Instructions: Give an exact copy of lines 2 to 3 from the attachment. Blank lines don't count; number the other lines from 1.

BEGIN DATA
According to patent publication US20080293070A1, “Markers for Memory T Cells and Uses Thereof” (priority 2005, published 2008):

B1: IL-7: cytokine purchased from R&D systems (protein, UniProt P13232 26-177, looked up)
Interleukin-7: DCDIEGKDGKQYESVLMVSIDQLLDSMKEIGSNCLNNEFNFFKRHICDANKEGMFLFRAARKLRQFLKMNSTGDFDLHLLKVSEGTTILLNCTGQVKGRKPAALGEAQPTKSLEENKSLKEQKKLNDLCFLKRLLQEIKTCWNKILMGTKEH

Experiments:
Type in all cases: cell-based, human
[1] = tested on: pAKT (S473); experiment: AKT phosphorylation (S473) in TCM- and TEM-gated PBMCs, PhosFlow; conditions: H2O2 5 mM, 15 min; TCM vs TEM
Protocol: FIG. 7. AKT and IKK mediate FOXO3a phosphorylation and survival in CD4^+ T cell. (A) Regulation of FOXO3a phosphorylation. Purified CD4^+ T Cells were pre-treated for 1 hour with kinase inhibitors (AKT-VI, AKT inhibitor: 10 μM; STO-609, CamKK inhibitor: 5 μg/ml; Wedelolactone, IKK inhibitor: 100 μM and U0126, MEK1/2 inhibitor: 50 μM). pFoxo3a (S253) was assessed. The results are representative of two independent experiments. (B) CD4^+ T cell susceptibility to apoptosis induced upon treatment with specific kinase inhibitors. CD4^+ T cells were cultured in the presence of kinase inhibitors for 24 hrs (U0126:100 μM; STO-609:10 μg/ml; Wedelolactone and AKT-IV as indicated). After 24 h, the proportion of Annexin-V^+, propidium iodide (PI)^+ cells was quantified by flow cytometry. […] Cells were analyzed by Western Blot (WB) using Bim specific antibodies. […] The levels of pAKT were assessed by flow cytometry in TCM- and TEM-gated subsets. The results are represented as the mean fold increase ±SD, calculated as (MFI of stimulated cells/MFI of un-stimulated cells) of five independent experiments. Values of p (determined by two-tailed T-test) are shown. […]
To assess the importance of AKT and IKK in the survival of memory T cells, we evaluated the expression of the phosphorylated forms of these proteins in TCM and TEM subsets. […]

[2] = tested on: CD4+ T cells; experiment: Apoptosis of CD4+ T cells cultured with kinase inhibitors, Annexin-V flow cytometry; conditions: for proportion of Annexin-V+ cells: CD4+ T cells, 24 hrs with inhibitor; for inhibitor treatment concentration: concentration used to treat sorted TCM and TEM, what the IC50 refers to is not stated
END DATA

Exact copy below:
B1: IL-7: cytokine purchased from R&D systems (protein, UniProt P13232 26-177, looked up)
Interleukin-7: DCDIEGKDGKQYESVLMVSIDQLLDSMKEIGSNCLNNEFNFFKRHICDANKEGMFLFRAARKLRQFLKMNSTGDFDLHLLKVSEGTTILLNCTGQVKGRKPAALGEAQPTKSLEENKSLKEQKKLNDLCFLKRLLQEIKTCWNKILMGTKEH